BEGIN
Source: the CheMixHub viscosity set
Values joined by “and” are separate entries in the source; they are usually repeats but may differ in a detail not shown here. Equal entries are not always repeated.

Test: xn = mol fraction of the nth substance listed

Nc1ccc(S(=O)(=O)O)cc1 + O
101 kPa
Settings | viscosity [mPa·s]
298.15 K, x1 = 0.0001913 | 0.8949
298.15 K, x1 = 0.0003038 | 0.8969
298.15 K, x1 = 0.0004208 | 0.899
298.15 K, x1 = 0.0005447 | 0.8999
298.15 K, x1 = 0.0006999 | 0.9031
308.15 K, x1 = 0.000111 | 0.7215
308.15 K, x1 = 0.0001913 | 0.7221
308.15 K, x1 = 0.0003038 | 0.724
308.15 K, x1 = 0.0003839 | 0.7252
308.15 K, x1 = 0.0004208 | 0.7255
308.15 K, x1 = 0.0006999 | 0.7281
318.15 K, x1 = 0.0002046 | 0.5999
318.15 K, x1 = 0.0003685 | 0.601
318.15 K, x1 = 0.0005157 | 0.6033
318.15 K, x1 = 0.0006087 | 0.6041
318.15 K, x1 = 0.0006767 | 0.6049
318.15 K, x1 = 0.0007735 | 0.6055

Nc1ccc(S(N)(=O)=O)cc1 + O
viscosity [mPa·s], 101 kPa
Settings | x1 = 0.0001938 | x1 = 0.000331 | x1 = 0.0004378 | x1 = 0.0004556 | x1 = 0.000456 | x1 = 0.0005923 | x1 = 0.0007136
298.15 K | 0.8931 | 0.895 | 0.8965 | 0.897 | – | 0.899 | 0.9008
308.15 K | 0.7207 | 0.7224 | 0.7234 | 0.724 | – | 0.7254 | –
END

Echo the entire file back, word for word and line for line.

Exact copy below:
Source: the CheMixHub viscosity set
Values joined by “and” are separate entries in the source; they are usually repeats but may differ in a detail not shown here. Equal entries are not always repeated.

Test: xn = mol fraction of the nth substance listed

Nc1ccc(S(=O)(=O)O)cc1 + O
101 kPa
Settings | viscosity [mPa·s]
298.15 K, x1 = 0.0001913 | 0.8949
298.15 K, x1 = 0.0003038 | 0.8969
298.15 K, x1 = 0.0004208 | 0.899
298.15 K, x1 = 0.0005447 | 0.8999
298.15 K, x1 = 0.0006999 | 0.9031
308.15 K, x1 = 0.000111 | 0.7215
308.15 K, x1 = 0.0001913 | 0.7221
308.15 K, x1 = 0.0003038 | 0.724
308.15 K, x1 = 0.0003839 | 0.7252
308.15 K, x1 = 0.0004208 | 0.7255
308.15 K, x1 = 0.0006999 | 0.7281
318.15 K, x1 = 0.0002046 | 0.5999
318.15 K, x1 = 0.0003685 | 0.601
318.15 K, x1 = 0.0005157 | 0.6033
318.15 K, x1 = 0.0006087 | 0.6041
318.15 K, x1 = 0.0006767 | 0.6049
318.15 K, x1 = 0.0007735 | 0.6055

Nc1ccc(S(N)(=O)=O)cc1 + O
viscosity [mPa·s], 101 kPa
Settings | x1 = 0.0001938 | x1 = 0.000331 | x1 = 0.0004378 | x1 = 0.0004556 | x1 = 0.000456 | x1 = 0.0005923 | x1 = 0.0007136
298.15 K | 0.8931 | 0.895 | 0.8965 | 0.897 | – | 0.899 | 0.9008
308.15 K | 0.7207 | 0.7224 | 0.7234 | 0.724 | – | 0.7254 | –